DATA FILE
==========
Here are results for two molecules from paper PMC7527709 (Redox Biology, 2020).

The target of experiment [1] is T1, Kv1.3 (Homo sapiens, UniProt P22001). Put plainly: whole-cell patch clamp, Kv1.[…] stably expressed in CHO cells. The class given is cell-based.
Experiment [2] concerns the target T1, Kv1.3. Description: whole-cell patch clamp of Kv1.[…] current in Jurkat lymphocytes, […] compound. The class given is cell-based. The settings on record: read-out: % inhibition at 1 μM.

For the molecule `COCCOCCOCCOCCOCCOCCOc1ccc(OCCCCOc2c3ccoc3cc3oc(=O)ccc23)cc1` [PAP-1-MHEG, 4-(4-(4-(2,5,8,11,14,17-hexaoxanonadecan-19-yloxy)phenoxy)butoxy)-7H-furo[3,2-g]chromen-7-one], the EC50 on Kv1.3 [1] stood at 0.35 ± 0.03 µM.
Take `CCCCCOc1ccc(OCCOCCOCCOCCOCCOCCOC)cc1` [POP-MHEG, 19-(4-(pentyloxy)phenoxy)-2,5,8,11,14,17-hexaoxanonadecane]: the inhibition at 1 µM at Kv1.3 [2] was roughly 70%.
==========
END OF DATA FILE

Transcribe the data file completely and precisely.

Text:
Here are results for two molecules from paper PMC7527709 (Redox Biology, 2020).

The target of experiment [1] is T1, Kv1.3 (Homo sapiens, UniProt P22001). Put plainly: whole-cell patch clamp, Kv1.[…] stably expressed in CHO cells. The class given is cell-based.
Experiment [2] concerns the target T1, Kv1.3. Description: whole-cell patch clamp of Kv1.[…] current in Jurkat lymphocytes, […] compound. The class given is cell-based. The settings on record: read-out: % inhibition at 1 μM.

For the molecule `COCCOCCOCCOCCOCCOCCOc1ccc(OCCCCOc2c3ccoc3cc3oc(=O)ccc23)cc1` [PAP-1-MHEG, 4-(4-(4-(2,5,8,11,14,17-hexaoxanonadecan-19-yloxy)phenoxy)butoxy)-7H-furo[3,2-g]chromen-7-one], the EC50 on Kv1.3 [1] stood at 0.35 ± 0.03 µM.
Take `CCCCCOc1ccc(OCCOCCOCCOCCOCCOCCOC)cc1` [POP-MHEG, 19-(4-(pentyloxy)phenoxy)-2,5,8,11,14,17-hexaoxanonadecane]: the inhibition at 1 µM at Kv1.3 [2] was roughly 70%.